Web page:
Gold fell to a two-month low as the dollar extended gains, while investors weighed comments from Federal Reserve officials on the need for more stimulus. Silver plunged after entering a bear market.

Bullion has retreated this week as the Bloomberg Dollar Spot Index climbed two per cent. Hopes of further fiscal stimulus from the U.S. government before a contentious election are fading fast, as congress remains at loggerheads over any potential relief package. Virus cases continued to pickup in several nations, with France and Israel joining Britain in tightening lockdowns that could crimp the nascent economic recovery.

“If global growth concerns continue to push up the U.S. dollar, like we have seen this week, we could see some near‑term headwinds for the precious metal,” Vivek Dhar, a commodities analyst at Commonwealth Bank of Australia, wrote in a note.

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Gold has fallen back after hitting a record in August on massive stimulus programs, negative real rates and a weakening dollar. Morgan Stanley expects the market to remain subdued until 2021, when rising inflation and a weaker U.S. currency could see the precious metal re-test $2,000 an ounce.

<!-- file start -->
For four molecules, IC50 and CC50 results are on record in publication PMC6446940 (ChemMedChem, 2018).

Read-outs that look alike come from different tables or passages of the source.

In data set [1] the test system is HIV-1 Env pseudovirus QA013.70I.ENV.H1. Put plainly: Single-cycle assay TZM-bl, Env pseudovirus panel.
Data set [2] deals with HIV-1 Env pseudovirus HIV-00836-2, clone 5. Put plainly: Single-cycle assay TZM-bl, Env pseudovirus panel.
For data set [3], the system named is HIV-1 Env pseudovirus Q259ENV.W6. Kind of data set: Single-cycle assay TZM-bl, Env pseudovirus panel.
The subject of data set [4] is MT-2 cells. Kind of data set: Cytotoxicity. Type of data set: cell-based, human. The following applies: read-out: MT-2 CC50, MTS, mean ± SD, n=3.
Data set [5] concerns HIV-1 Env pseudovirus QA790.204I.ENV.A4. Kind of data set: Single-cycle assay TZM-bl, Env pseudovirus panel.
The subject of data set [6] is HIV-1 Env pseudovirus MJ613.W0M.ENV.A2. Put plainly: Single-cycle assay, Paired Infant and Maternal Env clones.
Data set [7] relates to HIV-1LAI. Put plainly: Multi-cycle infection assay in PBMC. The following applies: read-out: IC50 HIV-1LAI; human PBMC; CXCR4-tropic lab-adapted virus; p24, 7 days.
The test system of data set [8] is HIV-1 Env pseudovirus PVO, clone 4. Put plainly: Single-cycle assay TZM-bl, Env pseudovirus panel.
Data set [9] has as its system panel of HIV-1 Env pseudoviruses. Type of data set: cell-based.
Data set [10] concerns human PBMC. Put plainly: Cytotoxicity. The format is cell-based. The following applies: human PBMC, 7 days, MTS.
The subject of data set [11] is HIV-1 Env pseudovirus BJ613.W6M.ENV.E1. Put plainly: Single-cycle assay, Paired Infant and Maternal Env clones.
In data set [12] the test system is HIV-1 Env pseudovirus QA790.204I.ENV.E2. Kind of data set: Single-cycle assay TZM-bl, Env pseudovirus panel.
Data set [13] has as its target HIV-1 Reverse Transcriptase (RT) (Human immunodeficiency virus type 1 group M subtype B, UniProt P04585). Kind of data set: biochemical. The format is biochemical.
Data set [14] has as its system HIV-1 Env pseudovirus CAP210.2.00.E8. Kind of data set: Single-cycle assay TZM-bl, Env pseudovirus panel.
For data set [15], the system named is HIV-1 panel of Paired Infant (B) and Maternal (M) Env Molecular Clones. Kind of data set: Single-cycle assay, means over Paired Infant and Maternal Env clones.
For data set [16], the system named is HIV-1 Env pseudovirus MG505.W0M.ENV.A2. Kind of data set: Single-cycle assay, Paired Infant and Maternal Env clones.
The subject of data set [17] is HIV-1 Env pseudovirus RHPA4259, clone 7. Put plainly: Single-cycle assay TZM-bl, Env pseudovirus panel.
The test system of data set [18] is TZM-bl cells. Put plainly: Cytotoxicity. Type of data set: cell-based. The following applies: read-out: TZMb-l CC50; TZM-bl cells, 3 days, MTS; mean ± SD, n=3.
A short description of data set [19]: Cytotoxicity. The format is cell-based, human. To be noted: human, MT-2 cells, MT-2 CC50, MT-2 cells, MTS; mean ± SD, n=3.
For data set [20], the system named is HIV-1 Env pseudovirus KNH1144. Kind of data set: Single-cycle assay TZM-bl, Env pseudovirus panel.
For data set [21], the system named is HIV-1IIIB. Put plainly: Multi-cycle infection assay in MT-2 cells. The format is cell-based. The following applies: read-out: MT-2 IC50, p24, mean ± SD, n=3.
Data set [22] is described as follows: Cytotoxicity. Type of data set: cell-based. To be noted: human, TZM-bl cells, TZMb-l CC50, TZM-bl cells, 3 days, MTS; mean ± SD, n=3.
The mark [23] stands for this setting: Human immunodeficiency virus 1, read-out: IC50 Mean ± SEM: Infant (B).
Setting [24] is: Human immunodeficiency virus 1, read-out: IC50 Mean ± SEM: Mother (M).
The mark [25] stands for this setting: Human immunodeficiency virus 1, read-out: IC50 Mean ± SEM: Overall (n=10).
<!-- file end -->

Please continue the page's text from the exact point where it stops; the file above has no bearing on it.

Spot gold declined as much as 0.8 per cent to US$1,848.94 an ounce, the lowest since July 22, before trading at US$1,853.08 at 11:07 a.m in London. Comex futures for December delivery fell 0.7 per cent to US$1,854.90. Spot silver slipped as much as 4.8 per cent.

Gold’s investment appeal over the summer was burnished as real treasury rates slid deeper into negative territory. Since early August, those rates have been almost flat, and it will take a significant boost to inflation expectations to drive them lower.

“I think it falling back towards US$1,800 an ounce is plausible,” said Marcus Garvey, a strategist at Macquarie Group Ltd. “If you look at gold versus real rates, it had materially out performed.”

Fed officials are sounding the alarm about the U.S. economic recovery. Chairman Jerome Powell told a congressional hearing that more support was likely to be necessary, while others were more full-throated, with Cleveland Fed President Loretta Mester saying it was very much needed given the “deep hole” the economy is climbing out of.

That support looks unlikely to come soon as stimulus talks are pushed to one side by the battle to appoint a new Supreme Court justice, following the death of Ruth Bader Ginsburg.

That’s a prelude to the upcoming presidential election, the biggest event on the precious metals horizon. Tensions continue to rise after President Donald Trump on Wednesday wouldn’t commit to a peaceful transfer of power if a tally of ballots shows victory for Democrat Joe Biden. Increasing political uncertainty will likely boost gold in the short term.